HFA Explores How To Bridge the Design Gap for Successful Industrialized Construction

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"Bridging the Gap: Balancing Design and Industrialized Construction", a white paper published by HFA, examines the current state of Industrialized Construction, its impact on stakeholders' jobs, and how it can be successfully implemented to dramatically increase construction speed and quality.

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Download the Industrialized Construction White Paper from HFA

Any project can be constructed using flat-pack or wall panelization, for instance, and building owners are coming to understand that. If you start with a vision for the building first, there are very few limitations that Industrialized Construction brings to the process.

HFA (Harrison French & Associates, LTD), an architecture and engineering firm, recently published a white paper examining the current state of Industrialized Construction, its impact on stakeholders' jobs, and how it can be successfully implemented to increase construction speed and quality dramatically. “Bridging the Gap: Balancing Design and Industrialized Construction" takes a closer look at how Industrialized Construction, while not a new development, can fit to scale for a variety of projects without losing ever-important design aesthetics.

“In a fledgling industry, it is easy to see the obvious potential and to identify the known-unknowns. What is more valuable is to discover through doing what the unknown unknowns are: what new problems you never expected must be addressed? At HFA, our experience in various scales of Industrialized Construction projects has helped us understand the most urgent problems Industrialized Construction needs to solve. And so aside from the goals above, our aim with this white paper is to help readers understand that, although many questions are still unanswered when it comes to Industrialized Construction, the answers are beginning to emerge.”

A sticking point for many clients is the notion that Industrialized Construction projects must be lacking in design. This is certainly not the case, both in the experience of HFA and others working with Industrialized Construction projects.
“Any project can be constructed using flat-pack or wall panelization, for instance, and building owners are coming to understand that. If you start with a vision for the building first, there are very few limitations that Industrialized Construction brings to the process. The only fundamental limitation of Industrialized Construction is based on shipping capability. Any project can be modularized, so long as the resulting modular components can still be shipped to the construction site.”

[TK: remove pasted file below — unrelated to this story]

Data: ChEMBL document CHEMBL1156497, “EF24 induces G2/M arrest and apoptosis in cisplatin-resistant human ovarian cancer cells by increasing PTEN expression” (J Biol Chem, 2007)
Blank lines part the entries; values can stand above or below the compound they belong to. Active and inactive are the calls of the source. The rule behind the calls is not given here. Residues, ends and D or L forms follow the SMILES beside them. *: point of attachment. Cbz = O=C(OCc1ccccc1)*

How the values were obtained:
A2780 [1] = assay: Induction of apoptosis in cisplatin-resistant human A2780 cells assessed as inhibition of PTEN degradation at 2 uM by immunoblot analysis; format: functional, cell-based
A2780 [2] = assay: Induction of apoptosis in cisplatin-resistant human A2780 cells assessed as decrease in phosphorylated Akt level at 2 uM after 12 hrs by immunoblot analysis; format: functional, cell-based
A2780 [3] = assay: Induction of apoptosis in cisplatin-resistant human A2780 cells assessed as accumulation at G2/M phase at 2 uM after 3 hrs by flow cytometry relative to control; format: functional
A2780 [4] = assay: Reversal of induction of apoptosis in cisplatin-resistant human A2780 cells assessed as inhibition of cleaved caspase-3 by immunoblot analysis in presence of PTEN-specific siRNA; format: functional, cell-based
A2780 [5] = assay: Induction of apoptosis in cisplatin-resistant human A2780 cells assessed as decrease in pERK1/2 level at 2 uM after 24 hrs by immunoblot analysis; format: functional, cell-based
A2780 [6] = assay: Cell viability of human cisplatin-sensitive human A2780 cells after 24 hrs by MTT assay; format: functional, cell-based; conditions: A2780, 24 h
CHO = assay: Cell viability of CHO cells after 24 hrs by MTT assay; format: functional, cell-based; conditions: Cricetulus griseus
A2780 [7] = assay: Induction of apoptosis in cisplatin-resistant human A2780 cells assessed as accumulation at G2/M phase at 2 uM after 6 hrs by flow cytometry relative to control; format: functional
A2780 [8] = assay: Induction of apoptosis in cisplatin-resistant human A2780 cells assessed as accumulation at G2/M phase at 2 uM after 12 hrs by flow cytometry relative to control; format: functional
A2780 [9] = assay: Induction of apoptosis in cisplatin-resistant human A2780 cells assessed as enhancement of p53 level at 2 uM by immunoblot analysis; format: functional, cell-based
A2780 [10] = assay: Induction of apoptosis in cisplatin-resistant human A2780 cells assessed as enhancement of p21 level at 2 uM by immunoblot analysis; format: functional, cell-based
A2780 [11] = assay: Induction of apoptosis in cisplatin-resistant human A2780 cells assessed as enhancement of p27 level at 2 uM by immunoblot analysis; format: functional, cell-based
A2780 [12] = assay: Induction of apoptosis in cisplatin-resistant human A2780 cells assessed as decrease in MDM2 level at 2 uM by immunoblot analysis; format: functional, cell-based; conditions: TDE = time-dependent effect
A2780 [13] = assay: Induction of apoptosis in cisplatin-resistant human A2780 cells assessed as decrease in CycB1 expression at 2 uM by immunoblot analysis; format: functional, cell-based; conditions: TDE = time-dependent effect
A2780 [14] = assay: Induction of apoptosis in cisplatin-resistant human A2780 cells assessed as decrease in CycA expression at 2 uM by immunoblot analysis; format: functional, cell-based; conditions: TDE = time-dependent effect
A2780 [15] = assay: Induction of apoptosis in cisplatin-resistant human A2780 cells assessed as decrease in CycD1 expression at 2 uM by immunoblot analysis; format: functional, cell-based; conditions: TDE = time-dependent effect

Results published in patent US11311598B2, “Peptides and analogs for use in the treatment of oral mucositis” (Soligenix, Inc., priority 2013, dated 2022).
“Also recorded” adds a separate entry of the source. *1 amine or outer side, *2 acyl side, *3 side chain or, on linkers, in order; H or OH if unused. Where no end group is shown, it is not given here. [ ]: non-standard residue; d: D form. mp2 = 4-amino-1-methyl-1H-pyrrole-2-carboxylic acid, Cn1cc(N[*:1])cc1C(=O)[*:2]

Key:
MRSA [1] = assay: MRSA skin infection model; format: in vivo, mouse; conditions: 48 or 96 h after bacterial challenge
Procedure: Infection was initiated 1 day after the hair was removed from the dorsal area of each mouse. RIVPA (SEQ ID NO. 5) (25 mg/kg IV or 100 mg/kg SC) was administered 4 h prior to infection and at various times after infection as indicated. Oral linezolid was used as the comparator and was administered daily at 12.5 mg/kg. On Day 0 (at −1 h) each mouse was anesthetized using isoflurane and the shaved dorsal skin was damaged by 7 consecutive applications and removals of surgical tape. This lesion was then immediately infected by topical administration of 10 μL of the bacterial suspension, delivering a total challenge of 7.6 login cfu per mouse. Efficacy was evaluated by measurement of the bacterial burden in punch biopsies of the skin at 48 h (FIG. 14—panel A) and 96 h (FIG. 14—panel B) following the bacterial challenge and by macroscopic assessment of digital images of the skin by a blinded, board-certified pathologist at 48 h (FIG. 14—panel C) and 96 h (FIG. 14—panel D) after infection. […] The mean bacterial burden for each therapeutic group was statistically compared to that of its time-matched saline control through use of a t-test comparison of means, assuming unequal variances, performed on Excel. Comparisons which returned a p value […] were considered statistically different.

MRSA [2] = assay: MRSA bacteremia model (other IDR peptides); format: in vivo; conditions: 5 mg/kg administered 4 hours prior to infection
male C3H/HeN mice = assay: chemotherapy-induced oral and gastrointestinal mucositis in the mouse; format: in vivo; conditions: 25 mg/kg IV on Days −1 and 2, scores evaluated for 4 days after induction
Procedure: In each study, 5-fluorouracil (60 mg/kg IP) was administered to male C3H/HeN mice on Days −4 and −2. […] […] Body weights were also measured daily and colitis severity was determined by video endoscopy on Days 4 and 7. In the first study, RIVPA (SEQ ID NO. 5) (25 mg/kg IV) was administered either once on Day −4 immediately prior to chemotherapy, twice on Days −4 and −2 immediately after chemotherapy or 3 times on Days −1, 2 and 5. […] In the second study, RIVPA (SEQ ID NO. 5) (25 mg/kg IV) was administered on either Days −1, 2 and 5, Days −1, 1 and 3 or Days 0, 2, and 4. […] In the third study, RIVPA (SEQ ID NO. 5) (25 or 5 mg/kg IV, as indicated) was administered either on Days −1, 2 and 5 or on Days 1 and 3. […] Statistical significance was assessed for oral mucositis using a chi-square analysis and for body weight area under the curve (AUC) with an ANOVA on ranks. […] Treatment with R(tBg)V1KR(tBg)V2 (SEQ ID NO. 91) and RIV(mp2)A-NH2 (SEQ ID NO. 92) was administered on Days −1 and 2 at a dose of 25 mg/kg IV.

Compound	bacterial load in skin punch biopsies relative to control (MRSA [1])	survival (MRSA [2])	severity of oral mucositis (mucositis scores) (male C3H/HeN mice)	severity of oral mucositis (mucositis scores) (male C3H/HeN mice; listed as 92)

The team concludes with, “It is not far-fetched to picture a future in which buildings can be designed and ordered from a manufacturer who can slot the project into their continuous assembly-line with few changes.”

At HFA, our experience with the Industrialized Construction process of deploying both pilot and nationwide Industrialized Construction projects, we understand the unique interplay of design and manufacturing is critical for success. Designers and manufacturers must work closely together to make Industrialized projects work and achieve added value while also delivering on their project's requirements. Our work in Industrialized Construction with our current clients has shown us where technology and application gaps exist, allowing us to provide much-needed information and advice to colleagues within the industry interested in exploring Industrialized Construction projects in the future.

HFA is committed to providing informed analysis and real-world case studies within the architecture and engineering industry. As part of that commitment, HFA formed a group called Project Curiosity to share industry knowledge with owners, designers, manufacturers, contractors, and other stakeholders.

To read more from our Project Curiosity team and the white paper in its entirety, click here: https://blog.hfa-ae.com/posts/project-curiosity-white-paper-industrialized-construction

Contact us today to learn more about how our team of architects and engineers can help you and your clients with your next project.

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About HFA
Founded in 1990, HFA is a full-service Architecture and Engineering firm with locations in Bentonville, AR; Franklin, MA; Fort Worth, TX; and Mexico City, MX. Focused on designing for the customer experience, HFA works coast to coast with retail, real estate development, office, industrial, fueling, restaurant/food service, lifestyle, and education clients.

Contact: Daryl Whitmer, Director of Marketing and Business Development, (479) 273−7780 ext. 274 or daryl.whitmer@hfa−ae.com.

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Daryl Whitmer
HFA
+1 4792737780 Ext: 274
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Daryl Whitmer
HFA
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